NBI probe points to Coast Guard negligence

Posted at 05/25/2013 12:19 PM | Updated as of 05/25/2013 12:19 PM

MANILA, Philippines - Initial findings in the investigation into the fatal shooting of a suspected Taiwanese poacher off Batanes last May 9 indicate criminal negligence on the part of Philippine Coast Guard (PCG) personnel involved, a source privy to the probe said yesterday.

This developed as Justice Secretary Leila de Lima said a team of National Bureau of Investigation (NBI) agents is ready to fly to Taiwan and is just awaiting information on some “arrangements” with Taipei through the Manila Economic and Cultural Office (MECO).

De Lima said the NBI has “bits and pieces of initial findings” and is beginning to draft a report.

The STAR learned from a source that coast guard personnel manning the Bureau of Fisheries and Aquatic Resources (BFAR) patrol vessel may face criminal and administrative charges for possible violations of rules of engagement, excessive use of force, and neglect of duty.

PCG personnel admitted having fired warning shots at two Taiwanese vessels some 39 nautical miles off Bantayan Island in the Balintang Channel. Authorities said such warning shot is not allowed under the rules of engagement.

There is excessive use of force if the 50 bullet holes reportedly found on the fishing vessel can be proven to have come from the firearms of PCG personnel.

In its incident report submitted to the NBI, the PCG confirmed that its personnel left the site after firing at the fishing vessel without checking on the victim.

The source said they have to wait for the findings of the NBI team from Taiwan before making conclusions.

De Lima again refused to confirm the “initial findings,” but said NBI agents are expected to gather enough evidence in Taiwan to “validate these preliminary results.”

She also said there’s no more stopping the flight of the NBI team to Taipei.

“I have standing clearance for the NBI team to leave anytime once all the needed arrangements have been made through MECO in Taiwan,” De Lima told reporters.

MECO head Amadeo Perez, however, said visas had already been issued to eight NBI agents and forensic experts and that De Lima already agreed to the demand of Taiwanese investigators that they be allowed to see the video footage of the May 9 encounter.

“Secretary De Lima said she did not refuse to show them the video. She said the Taiwanese investigators would be allowed to see the video once their delegation is completed since some of them were still on their way here,” Perez explained in a phone interview. “It would be up to Sec. de Lima when she wants the team to leave.”

But when asked for confirmation, the justice secretary replied: “I myself am waiting for word from MECO. I will announce once there’s development.”

Earlier, De Lima said she did not want the flight schedule announced to prevent the investigation from getting undue media attention.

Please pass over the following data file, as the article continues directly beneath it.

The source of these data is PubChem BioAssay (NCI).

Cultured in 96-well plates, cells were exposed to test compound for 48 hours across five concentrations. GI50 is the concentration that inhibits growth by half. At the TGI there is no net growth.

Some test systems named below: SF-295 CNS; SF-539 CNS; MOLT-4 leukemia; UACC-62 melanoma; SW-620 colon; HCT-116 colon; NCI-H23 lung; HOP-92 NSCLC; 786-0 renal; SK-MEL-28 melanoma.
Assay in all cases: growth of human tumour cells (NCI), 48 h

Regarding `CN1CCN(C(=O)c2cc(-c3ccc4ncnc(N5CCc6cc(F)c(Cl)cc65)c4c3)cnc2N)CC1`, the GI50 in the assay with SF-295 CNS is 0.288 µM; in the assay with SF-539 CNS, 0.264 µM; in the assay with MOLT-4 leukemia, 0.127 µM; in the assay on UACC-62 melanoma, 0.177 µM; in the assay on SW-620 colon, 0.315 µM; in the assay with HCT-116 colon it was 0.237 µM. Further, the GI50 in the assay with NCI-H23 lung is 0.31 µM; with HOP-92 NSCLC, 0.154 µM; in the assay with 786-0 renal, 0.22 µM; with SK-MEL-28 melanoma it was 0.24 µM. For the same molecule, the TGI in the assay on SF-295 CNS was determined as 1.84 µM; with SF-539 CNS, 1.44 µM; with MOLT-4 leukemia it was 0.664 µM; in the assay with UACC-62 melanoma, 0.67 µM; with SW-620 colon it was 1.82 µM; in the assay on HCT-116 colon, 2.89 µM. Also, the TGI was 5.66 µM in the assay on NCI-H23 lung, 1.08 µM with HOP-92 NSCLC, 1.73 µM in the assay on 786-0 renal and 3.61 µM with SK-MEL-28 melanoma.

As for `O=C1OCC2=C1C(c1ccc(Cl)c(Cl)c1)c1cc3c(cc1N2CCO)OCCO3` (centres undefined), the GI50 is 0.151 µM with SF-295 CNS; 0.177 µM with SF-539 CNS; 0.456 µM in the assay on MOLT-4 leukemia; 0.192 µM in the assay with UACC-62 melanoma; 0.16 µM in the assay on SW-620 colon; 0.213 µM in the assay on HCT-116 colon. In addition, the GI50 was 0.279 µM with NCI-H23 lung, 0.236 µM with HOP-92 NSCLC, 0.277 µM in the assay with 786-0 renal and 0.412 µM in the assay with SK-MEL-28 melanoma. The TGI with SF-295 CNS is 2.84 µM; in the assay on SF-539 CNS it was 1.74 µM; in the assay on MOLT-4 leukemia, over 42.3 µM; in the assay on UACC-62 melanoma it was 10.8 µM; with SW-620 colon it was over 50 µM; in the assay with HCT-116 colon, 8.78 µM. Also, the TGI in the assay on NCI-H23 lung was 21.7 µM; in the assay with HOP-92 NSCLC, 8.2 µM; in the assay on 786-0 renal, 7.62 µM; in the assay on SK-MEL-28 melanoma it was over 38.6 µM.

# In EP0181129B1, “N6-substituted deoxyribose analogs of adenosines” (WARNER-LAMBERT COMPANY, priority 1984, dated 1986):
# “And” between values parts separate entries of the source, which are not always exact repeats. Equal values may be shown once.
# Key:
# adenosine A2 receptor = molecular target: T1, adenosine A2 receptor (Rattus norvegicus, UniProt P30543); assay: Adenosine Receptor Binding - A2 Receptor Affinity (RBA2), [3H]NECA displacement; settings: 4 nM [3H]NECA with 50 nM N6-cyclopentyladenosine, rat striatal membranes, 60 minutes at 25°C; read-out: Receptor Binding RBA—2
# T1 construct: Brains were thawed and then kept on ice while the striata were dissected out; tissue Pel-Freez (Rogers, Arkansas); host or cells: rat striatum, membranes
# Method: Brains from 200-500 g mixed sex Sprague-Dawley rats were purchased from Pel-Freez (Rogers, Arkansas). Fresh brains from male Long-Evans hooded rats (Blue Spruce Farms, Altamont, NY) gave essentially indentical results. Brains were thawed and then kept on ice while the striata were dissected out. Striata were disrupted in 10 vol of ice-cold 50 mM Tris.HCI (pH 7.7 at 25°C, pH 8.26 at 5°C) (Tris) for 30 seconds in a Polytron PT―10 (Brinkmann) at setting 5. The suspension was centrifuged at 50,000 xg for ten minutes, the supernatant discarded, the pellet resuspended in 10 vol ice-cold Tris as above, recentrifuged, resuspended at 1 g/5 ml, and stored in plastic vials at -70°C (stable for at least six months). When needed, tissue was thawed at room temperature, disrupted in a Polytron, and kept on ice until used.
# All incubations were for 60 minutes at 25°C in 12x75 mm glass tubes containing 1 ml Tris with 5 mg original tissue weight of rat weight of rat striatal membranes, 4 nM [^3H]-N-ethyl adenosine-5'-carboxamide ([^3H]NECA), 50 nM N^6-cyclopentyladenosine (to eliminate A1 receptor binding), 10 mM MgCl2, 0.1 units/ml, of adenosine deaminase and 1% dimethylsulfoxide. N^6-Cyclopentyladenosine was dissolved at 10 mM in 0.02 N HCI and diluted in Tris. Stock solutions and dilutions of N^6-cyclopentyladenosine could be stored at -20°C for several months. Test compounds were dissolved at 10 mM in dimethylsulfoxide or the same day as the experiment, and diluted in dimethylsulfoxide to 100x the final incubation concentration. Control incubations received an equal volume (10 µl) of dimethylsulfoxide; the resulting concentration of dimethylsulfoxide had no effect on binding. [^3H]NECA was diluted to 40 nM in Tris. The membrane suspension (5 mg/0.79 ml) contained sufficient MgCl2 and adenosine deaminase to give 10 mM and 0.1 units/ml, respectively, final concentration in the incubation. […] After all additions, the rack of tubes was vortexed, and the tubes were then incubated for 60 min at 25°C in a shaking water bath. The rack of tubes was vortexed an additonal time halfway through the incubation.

Self-defense

Meanwhile, the PCG released a three page incident report detailing how its men had to defend themselves from the Taiwanese boat’s hostile maneuver.

“One of the Taiwanese vessel maneuvered to ram our starboard bow. This unit executed reverse (gear) to avoid collision,” the report read.

In its initial report, the NBI said MCS-3001, a 35-meter patrol vessel jointly manned by PCG and BFAR personnel, set sail in the northern part of Batanes last May 8 to conduct patrol and surveillance.

The next day, the PCG-BFAR crew spotted several radio beacons with two floating buoy markers some 39 nautical miles east of Balintang Islands. They suspected that the buoys were markers for several Taiwanese fishing vessels. Soon after spotting the buoys, the PCG-BFAR vessel was able to find the location of the Taiwanese fishing boats.

“While on meeting situation, this unit then sounded warning through PA system and blow horn for the Taiwanese fishing vessel to stop for the conduct of fishing… (the PCG) fired warning shots to alert the fishing vessel until the fishing vessel stopped and one of the crew of the fishing vessel went outside,” the PCG said.

The PCG report said that when its vessel got near the fishing boat Guang Ta Hsin-28, the latter revved up its engine and made threatening moves.

The PCG crew fired another round of warning shots but the Taiwanese vessel engaged the PCG-BFAR vessel instead in a high-speed chase.

This prompted the MCS-3001 to open fire at Guang Ta Hsin-28 with the intention of disabling its engine but accidentally killed Taiwanese fisherman Hung Shih-cheng.

“To stop the fishing vessel, this unit announced to fire for effects the engine side section of said Taiwanese fishing vessel to immobilize her (boat) and stop her (boat) engine,” the report read.

While chasing the Guang Ta Hsin, the MCS-3001 crew spotted at least two unidentified boats.

With the presence of two unidentified boats in the vicinity, MCS-3001 disengaged from the chase.

Easing tension

Judging from church attendance, threats to Filipinos in Taiwan have lessened, a Taipei-based Filipino priest said yesterday.

Fr. Leonilo Mantilla, parish priest of St. Christopher’s Church in Taipei’s Zhongshan District, told Radio Veritas that church attendance is back to normal some two weeks after parishioners avoided going out of their homes for fear of reprisals from Taiwanese following the May 9 incident. Almost all of St. Christopher’s parishioners are Filipinos, according to Mantilla.

“At this moment, the situation is very cool and the tensions have eased,” Mantilla said, adding that Taiwanese local officials were helping ease the tension. -- With Evelyn Macairan